AUGUSTA, Maine — Several top Maine Republicans have filed an application for a referendum to challenge a newly enacted tax code overhaul.
The overhaul included an income tax rate cut, a broadening of the state sales tax to more items and an increase in the state meals and lodging tax. The ballot proposal, applied for late Thursday, would ask voters to repeal the entire package.
Republicans support the income tax rate cut, but organizers concluded that “it made more sense” to target the whole overhaul package, said one of the applicants, Maine Republican Party Chairman Charles Webster.
The overhaul passed the Democrat-dominated Legislature and was signed by Democratic Gov. John Baldacci.
Arden Manning, the executive director of the Maine Democratic Party, said Friday that Republicans’ opposition highlighted a clear political difference and characterized a repeal as a tax increase.
Maine’s “people’s veto” provisions in statute and in the state constitution allow for a referendum to overturn a law if opponents can collect enough signatures. Challengers need to get signatures from at least 10 percent of the number of people who voted in the last governor’s election.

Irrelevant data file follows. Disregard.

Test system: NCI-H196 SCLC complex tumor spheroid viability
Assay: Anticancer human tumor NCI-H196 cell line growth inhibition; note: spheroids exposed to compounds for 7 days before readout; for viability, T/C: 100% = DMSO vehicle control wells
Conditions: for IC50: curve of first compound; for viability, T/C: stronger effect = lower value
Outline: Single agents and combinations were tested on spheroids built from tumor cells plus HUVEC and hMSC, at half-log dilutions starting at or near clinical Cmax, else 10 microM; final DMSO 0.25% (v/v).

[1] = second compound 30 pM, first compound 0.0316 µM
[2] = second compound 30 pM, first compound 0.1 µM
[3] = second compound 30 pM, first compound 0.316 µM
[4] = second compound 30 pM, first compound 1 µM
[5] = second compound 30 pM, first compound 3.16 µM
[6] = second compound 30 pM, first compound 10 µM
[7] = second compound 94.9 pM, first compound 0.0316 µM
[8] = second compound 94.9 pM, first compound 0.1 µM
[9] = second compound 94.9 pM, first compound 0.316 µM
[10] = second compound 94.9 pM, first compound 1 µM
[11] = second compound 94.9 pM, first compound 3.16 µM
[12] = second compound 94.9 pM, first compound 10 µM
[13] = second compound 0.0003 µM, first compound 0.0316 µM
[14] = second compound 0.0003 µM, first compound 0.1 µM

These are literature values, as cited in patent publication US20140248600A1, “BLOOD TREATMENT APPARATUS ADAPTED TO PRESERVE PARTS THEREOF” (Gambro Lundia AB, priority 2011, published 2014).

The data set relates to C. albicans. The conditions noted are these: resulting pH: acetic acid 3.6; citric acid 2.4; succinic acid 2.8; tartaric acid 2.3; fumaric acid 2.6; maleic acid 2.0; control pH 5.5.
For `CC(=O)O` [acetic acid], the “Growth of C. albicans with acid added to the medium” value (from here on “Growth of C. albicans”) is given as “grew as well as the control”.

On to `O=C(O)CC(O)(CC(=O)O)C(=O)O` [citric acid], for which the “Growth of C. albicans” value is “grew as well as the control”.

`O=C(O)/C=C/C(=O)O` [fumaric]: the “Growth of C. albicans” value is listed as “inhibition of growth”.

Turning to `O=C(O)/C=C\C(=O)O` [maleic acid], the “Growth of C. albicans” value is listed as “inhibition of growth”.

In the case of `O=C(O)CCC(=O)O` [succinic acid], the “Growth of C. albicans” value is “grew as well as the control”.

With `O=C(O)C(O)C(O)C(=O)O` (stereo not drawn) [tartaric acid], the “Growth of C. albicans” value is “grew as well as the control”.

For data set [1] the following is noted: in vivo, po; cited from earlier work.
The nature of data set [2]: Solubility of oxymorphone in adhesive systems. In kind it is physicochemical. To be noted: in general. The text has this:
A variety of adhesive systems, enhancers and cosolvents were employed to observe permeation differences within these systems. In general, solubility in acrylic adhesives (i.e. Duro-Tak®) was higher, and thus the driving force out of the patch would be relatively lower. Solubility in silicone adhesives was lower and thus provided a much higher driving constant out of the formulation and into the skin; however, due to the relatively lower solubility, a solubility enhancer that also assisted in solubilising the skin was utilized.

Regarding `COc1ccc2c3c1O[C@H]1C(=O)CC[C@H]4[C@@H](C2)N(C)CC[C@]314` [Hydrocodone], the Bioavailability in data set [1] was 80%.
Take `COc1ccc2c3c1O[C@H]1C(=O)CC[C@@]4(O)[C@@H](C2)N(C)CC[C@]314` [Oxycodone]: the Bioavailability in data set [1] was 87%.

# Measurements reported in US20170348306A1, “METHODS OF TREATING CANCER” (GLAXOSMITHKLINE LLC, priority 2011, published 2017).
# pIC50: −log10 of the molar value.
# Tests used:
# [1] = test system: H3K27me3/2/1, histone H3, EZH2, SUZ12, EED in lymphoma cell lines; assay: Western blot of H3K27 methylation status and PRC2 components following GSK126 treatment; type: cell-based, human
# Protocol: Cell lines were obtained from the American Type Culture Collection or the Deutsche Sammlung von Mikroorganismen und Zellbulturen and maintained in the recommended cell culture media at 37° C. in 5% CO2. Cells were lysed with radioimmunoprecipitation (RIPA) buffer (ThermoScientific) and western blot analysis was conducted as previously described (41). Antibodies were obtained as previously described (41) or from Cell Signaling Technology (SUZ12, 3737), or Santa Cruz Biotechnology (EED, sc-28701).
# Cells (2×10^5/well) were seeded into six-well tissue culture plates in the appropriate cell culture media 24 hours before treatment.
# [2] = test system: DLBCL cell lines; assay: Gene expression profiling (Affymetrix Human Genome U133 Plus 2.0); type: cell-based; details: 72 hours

An application must be filed with the secretary of state within 10 business days after the Legislature adjourns. The signatures must be filed by the 90th day after adjournment.
This year, the Legislature adjourned on June 13 and at least 55,087 signatures will be needed to force a statewide vote. People’s veto organizers will have to turn them in by mid-September.
Maine’s new and still-pending gay marriage law is already the subject of just such a petition signature drive.
Proponents say the pending tax overhaul package will reduce the tax burden on Maine residents by nearly $55 million.
It lowers the top income tax rate from 8.5 percent to 6.5 percent for income up to $250,000, and the top income tax rate for incomes above $250,000 from 8.5 percent to 6.85 percent. But the legislation also broadens the sales tax to include such items as car repairs and increases the meals and lodging tax from 7 percent to 8.5 percent.
Webster said Friday that the GOP is unhappy not only with the sales tax broadening and meals and lodging tax increase but also with other changes in the income tax.
For example, the overhaul package eliminates income tax deductions and exemptions while establishing certain tax credits. Some taxpayers would not want to see interest deductions eliminated from the tax code, Webster said.
Webster said he did not envision a high-spending referendum battle over the tax code.
“It won’t be a big budget, it’ll be a shoestring budget,” he said.
Besides Webster, application signers include Maine Senate Minority Leader Kevin Raye and Maine House Minority Leader Josh Tardy.
Manning said the Republican filing showed the party to be “out of step with the mainstream.”